I am the primary family caregiver for my mom, who has dementia. I change my priorities more easily and with less guilt these days using the following value statement: “People need to come before things”. And of course, I’m a person too. This simple principle is quite liberating.

  • Nancy says:

    Hellen, I like the saying “Life is uncertain, eat dessert first.” My list of Things That No Longer Matter includes getting upset at rude or indifferent customer service (unfortunately, in too many situations it is becoming the norm); worrying about doing the small tasks perfectly and redoing them when it doesn’t really matter; collecting more “stuff” that I don’t need.

    I miss watching NEAT on television. One of my favorite episodes was about Messy Maria. That’s when I realized I was a “visual learner,” just like Maria. It was comforting to discover that was why I loved color coding my files, and why I was afraid of forgetting about information I put out of sight! Thank you!

  • Lindsay says:

    I just happened to see this article on “My list of things that No Longer Matter” I thought it would explain how to let go of items that have been stored forever.

    I have been having cat scans every 6 months for the last 1 1/2 years to monitor a nodule that was found during a routine x-ray. I had a scan this past Sunday and was told my doctor would have the results on Wednesday.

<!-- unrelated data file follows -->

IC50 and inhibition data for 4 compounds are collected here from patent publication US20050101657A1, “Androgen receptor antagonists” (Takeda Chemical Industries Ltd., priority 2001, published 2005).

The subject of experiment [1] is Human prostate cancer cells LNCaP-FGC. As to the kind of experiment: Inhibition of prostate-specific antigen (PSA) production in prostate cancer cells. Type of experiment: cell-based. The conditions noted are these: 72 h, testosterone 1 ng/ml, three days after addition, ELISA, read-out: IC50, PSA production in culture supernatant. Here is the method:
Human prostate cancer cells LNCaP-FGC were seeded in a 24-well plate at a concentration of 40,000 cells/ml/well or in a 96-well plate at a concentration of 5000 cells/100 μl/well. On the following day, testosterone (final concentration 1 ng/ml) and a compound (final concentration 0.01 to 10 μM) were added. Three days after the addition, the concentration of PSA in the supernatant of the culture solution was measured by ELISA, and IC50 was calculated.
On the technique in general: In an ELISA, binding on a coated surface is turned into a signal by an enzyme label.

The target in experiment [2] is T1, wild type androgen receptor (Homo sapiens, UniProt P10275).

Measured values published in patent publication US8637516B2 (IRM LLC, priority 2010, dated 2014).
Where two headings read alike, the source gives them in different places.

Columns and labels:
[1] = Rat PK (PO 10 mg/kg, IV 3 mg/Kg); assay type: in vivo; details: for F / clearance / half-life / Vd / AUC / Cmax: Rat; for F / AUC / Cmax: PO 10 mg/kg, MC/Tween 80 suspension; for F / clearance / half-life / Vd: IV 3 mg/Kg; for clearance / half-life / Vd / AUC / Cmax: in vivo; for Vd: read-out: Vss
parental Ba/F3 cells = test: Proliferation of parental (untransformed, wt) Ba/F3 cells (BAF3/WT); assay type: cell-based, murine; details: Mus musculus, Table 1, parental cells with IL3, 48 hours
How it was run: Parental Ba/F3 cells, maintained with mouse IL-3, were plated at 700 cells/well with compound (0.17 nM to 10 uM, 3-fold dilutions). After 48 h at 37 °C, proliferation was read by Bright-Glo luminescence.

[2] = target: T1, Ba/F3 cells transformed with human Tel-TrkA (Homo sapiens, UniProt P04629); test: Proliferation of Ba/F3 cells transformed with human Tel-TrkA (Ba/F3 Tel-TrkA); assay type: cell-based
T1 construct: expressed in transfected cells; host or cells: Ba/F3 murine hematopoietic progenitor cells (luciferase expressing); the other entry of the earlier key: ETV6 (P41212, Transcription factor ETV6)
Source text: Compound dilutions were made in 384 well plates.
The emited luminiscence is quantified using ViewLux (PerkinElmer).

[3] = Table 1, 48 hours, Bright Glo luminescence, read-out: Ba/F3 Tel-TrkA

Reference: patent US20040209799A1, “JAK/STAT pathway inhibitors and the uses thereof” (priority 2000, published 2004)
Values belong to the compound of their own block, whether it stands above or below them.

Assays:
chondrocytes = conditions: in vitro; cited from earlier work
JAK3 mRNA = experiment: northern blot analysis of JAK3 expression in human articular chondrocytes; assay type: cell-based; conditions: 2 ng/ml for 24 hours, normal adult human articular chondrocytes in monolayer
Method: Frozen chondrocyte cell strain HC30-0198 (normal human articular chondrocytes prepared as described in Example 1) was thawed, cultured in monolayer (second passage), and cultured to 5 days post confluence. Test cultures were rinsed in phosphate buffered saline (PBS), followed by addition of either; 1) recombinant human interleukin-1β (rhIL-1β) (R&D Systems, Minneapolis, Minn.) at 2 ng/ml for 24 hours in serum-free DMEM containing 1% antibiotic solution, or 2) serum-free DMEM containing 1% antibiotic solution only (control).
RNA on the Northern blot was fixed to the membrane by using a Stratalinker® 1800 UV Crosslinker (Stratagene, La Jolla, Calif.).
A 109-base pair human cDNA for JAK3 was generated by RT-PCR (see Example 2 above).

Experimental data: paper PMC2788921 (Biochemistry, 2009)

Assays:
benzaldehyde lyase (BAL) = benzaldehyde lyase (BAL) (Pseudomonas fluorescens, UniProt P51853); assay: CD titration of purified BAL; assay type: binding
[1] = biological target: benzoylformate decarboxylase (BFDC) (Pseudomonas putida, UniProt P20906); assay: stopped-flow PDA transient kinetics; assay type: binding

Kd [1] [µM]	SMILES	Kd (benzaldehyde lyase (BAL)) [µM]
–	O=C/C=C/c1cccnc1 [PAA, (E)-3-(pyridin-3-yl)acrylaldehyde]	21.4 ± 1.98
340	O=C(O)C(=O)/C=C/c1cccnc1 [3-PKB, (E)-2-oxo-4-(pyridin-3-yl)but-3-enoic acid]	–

I came home from work Monday evening to find a message from my doctor’s office to call back ASAP. I spent Monday night trying not to think the worse but wondering what was ahead for me, and how it effect my never ending to do list.

    When I called Tuesday morning the nurse told me my results were stable and would be booked for another CT in 6 months. I was so relieved to learn that I am not in any immediate danger and I could get back to normal again.

    I will be making my list of Things That No Longer matter but more importantly, am realizing what really does!

  • Roger Wilson says:

    There will be a song about this. Stay tuned.

  • Willow says:

    “Paw prints on a clean floor.” Thank you for writing this! I wish I had read it earlier today when I was feeling extremely frustrated at my otherwise lovely little pets. A great reminder to not sweat the small stuff.

  • Wanda Mays says:

    I became what I call, ‘the Keeper of the stuff’ when my parents became ill and passed leaving my broth and myself. Then when he passed, I have this house with everyone’s ‘stuff’. At times it has been awfully overwhelming. So, I rid the house of clothes, books, furniture and items that weren’t mine or loved. Now that I am down to just my things, I seem to have run out of steam. I took all the clothes out of the closets and drawers, even the just washed things and put them in one bedroom to be sorted out and they have now been in there for a month! After I made my list, I have pared down the wardrobe, given shoes and purses away and now I can focus on just what I love.

    • Wanda, so sorry for your loss. I know first-hand how emotionally taxing it is to go through our loved ones’ things after they’ve passed. What you’ve already done is quite an accomplishment. You have a great attitude – focus on what you love. Be kind to yourself and continue taking baby steps. You are doing great!

  • Heather says:

    When my son passed away at 27, it took me months to clean out his closet. He had Down’s Syndrome and lived at home. I started with his shoes and had to stop. Then, I tried his bedding. Finally, when it dawned on me that others could be wearing his things, I was able to donate the rest of his clothing. Your tip of one small step at a time worked for me.
    Thank you, Hellen, and I loved your show, “Neat”!